Chances are, the answer — the honest answer — is no.
Why would you do a thing if you couldn’t have a visible goal, right? You can’t take a picture of slightly lower blood pressure or better blood sugar and post that to Facebook. It won’t get as many likes as a weight loss transformation photo, even if you do add a pretty filter to a snapshot of your blood work. That’s honest too.
But here’s the thing that you have to keep telling yourself if you want to make this about health: health and looks are often mutually exclusive. 1/3 of “obese” people (not my preferred term, btw.) are metabolically healthy. 1/4 of “normal” weight people (also completely arbitrary and not a preferred term) are metabolically unhealthy. Your weight is not a disease. Your weight may not be causing disease. Your weight may be a symptom of changes going on inside your body or it may be a symptom of chronic yo-yo dieting. It may be something that will change when you find healthy new habits, and it may not. It may change a little or it may change a lot.
If you’re truly playing the game for health, you don’t get to use weight loss as a marker. Because the longer you hold onto that fantasy and keep talking about it like it’s a real thing, the longer the stigma gets perpetuated and unhealthy thin people don’t get treatment and healthy fat people get pathologized and discriminated against and unhealthy fat people are told to lose weight first instead of getting actual treatment for whatever disease or ailment they have.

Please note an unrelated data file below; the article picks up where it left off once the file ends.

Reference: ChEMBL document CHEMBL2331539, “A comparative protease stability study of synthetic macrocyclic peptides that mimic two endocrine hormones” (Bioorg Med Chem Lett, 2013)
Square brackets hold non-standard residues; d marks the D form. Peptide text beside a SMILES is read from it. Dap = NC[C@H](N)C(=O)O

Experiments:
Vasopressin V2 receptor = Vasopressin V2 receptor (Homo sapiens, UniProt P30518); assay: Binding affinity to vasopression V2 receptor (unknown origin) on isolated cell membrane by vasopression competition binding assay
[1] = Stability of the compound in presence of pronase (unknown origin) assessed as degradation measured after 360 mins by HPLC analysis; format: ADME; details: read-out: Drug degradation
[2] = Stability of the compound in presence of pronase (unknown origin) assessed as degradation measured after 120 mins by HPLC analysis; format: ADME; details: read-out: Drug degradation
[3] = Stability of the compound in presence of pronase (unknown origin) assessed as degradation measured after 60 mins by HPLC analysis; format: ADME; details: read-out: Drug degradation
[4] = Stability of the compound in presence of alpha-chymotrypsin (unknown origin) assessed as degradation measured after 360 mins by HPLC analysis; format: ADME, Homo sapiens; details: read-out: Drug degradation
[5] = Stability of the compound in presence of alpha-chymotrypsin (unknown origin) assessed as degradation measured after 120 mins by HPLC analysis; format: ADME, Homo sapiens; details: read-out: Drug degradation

If you’re truly playing the game for health, you make healthy changes that don’t involve restriction or overexercise. You make healthy changes that allow for more movement in your life and maybe more diversity in your diet. And then you move on.
I recently went back to my functional medicine doctor to have all of my labs run, just to make sure that I wasn’t talking out of my ass. I’m technically “overweight” according to the bullshit standards that say who’s normal and who isn’t, and my labs were perfect — cholesterol, hormones, blood sugar, even my thyroid — except for high homocysteine and B12, which are probably connected, since, due to a genetic polymorphism, my body doesn’t clear B vitamins very well. All of this, because I’ve been making healthy choices.
For me, healthy choices meant actually exercising less. It meant adding a better range of foods into my diet (and, yes, I eat gluten pretty much every day). It meant making fitness about fun instead of obligation and weight control. It meant not having to eat foods I hated because they were “healthier” than those I loved.